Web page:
When Fortune’s David Kirkpatrick quoted Farrell and McKinsey’s dismissal of the downside of offshoring, he concluded that displaced workers have legitimate gripes. “What they ought to be demanding,” he said, “is not an end to offshoring but better education and retraining to compete in a global marketplace, as well as social programs to cushion the blow of inevitable job losses.”

shop; log in with your IEEE Web account, and

Not long ago, a career counselor writing online at advised that those who wish to safeguard their careers from offshoring should choose one from a list he provided. It included civil engineer, bartender, dentist, security guard, plumber, and roofer. High-risk jobs, have already started to move offshore, including automotive engineer, computer systems analyst, hardware engineer, network engineer, reliability engineer, and software developer. Jobs at extreme risk include industrial engineer quality assurance engineer and reverse-engineering specialist.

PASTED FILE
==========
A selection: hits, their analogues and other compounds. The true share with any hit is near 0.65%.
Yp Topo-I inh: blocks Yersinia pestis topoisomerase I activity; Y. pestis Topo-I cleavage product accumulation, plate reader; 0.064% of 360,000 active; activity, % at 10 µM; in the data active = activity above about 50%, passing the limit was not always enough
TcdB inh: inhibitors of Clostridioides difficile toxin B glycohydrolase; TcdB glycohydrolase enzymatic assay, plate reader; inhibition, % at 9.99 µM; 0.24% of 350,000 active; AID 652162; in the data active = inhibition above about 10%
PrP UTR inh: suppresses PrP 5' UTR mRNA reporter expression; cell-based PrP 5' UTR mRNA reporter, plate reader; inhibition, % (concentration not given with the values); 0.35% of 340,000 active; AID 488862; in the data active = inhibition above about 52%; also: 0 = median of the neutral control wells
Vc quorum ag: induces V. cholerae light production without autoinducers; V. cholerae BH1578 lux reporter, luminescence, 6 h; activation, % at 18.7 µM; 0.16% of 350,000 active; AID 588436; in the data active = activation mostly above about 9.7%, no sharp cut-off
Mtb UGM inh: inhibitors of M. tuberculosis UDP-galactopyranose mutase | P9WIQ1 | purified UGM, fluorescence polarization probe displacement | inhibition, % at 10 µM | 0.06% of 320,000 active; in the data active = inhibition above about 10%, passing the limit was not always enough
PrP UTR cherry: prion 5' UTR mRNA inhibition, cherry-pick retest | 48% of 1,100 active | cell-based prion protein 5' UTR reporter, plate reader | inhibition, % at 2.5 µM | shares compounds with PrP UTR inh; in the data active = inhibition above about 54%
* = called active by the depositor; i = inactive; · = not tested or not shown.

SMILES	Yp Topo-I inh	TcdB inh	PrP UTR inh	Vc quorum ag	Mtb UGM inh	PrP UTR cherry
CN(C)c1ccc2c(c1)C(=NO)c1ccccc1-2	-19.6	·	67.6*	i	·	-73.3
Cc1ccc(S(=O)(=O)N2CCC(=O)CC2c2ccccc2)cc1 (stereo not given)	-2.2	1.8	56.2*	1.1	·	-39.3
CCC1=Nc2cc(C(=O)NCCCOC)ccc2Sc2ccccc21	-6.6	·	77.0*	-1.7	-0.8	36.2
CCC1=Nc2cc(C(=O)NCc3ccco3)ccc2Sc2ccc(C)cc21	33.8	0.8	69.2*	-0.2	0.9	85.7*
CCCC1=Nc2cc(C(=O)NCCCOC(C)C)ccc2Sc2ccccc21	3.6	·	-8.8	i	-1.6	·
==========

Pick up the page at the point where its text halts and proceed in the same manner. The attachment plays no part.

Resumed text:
individuals and organizations. The Innovation

Those in Favor McKinsey Global Institute suggested that offshoring can be a win-win game. In 2004, Institute Director Diane Farrell cited the positive advantages to U.S. firms: sending X-rays to India for analysis reduces the cost of health care, she noted, and can free money for medical innovation. Among those looking at the bright side of globalization, Jarad Pincin of Freedom Works wrote that the American labor force is one of the most flexible in the world, noting that during the economic

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Launching Your Career

Jagdish Bhagivati, author of In Defense of Globalization, wrote that “…firms that forego cheaper suppliers of services are doomed to lose markets, and hence production. And companies that die out, of course, do not employ people.” The Downside